Tips for SDS-PAGE Gel Handling

Contact: Phil Gafken
Contact phone: (206) 667-1051

Training Type: Self-Directed
Training Format: How-to

First-time users of the resource should contact the facility to ensure their samples are compatible with mass spectrometry.

SDS-PAGE Gel Handling Tips

  1. Contamination of samples with keratin proteins is a constant battle in mass spectrometry labs. To help minimize this problem, gloves and a lab coat should be worn at all times when working with gels and their associated reagents.
  2. Virtually any SDS-PAGE gel should be compatible with down-stream protein identification. Pre-cast gels are suggested to help reduce keratin contamination. Pre-cast gels from Invitrogen and BioRad have been used routinely at the Hutch.
  3. Fresh staining reagents should be used (contaminants build up in re-used Coomassie stain). Silver staining and Coomassie staining are both compatible with mass spectrometry-based protein identification. Note: silver staining kits should not contain gluteraldehyde as a fixing agent. Most commercial kits will state if they are MS friendly.
  4. After staining, gels should be washed thoroughly in ddH20 prior to band excision. Two washes at 15 minutes each should be sufficient. Longer washes are suggested for gels 1.5 mm and thicker.
  5. Bands of interest should be cut from the gel with a clean, sharp razor blade. The band should be cut directly on the edge of the staining region; no boarders of clear acrylamide should be left around the band.
  6. Cut bands should be place in Eppendorf tubes (other brands of tubes sometimes have contaminants that interfere with the mass spectrometry). We suggest a new box of tubes be opened and individual tubes be carefully selected, again to cut down on keratin contamination. We discourage tubes being used from "community" containers.
  7. The Eppendorf tubes can be stored at room temperature or 4 °C until they are prepared. Storing the bands at -20 °C or -80 °C is discouraged as water in the gel bands will expand and cause the gel pieces to disintegrate, making the in-gel digestion procedure more difficult and reducing recovery of digested protein.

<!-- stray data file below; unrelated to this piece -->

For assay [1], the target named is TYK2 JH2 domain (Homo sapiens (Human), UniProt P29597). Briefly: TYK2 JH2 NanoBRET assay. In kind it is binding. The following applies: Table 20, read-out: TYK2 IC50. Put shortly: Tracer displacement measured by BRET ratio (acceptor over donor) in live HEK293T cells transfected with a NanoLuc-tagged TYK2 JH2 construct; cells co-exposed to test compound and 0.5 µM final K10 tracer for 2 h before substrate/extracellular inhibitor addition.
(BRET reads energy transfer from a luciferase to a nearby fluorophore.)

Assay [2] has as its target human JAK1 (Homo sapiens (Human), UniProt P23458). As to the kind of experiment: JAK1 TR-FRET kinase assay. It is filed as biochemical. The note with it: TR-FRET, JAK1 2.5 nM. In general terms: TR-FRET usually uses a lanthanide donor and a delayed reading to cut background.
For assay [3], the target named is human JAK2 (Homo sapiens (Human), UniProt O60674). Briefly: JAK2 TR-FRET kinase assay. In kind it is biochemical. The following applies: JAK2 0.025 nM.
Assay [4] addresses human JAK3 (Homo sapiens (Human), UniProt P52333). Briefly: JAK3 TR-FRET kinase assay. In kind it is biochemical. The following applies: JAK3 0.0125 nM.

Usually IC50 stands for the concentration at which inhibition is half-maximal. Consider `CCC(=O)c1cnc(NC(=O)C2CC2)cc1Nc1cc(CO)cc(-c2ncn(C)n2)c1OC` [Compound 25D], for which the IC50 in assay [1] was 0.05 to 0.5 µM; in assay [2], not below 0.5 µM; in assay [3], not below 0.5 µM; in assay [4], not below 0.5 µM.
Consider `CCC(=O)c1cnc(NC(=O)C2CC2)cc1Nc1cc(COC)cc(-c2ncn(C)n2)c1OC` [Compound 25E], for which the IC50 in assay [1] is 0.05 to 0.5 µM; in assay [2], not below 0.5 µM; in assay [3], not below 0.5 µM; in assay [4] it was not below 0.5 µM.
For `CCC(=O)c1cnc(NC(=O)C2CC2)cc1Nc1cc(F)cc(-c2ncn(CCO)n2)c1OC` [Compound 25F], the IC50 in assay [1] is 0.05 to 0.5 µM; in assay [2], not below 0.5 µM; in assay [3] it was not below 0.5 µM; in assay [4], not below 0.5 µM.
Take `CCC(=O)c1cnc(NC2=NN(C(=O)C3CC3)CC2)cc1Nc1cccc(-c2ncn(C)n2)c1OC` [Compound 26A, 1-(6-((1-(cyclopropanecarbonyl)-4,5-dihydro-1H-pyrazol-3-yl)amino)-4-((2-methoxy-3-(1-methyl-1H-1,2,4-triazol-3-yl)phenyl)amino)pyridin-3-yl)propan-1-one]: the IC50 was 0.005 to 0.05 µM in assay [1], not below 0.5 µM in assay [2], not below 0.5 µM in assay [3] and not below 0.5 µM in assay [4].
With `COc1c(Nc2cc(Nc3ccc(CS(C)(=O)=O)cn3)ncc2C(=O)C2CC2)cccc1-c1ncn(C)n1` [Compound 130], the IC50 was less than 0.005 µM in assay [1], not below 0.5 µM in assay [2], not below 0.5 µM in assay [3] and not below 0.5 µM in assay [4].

8. A blank region of the gel, approximately the size of the gel band of interest, should be submitted with the sample(s). This will act as a blank control.
  9. Label the tubes well! (initials, date and sample name)
  10. Tubes can be shipped via FedEx next day air.

Reagents to avoid

There are many common biochemical reagents that are not compatible with mass spectrometry or HPLC and should not be present in the final sample. If the following reagents cannot be avoided during biochemical processing of the samples, the Proteomics Facility should be contacted to develop a strategy for removing the problematic reagents.

  • Detergents: NP-40, SDS, Tween, Triton-X are not compatible with LC/ESI, MALDI, or HPLC.
  • DMSO at high concentration is not compatible with LC/ESI, MALDI, or HPLC.
  • Phosphate buffers are not compatible with MALDI
  • Glycerol at high concentration is not compatible with MALDI
  • Salts (i.e. NaCl, KCl) at high concentrations are not compatible with MALDI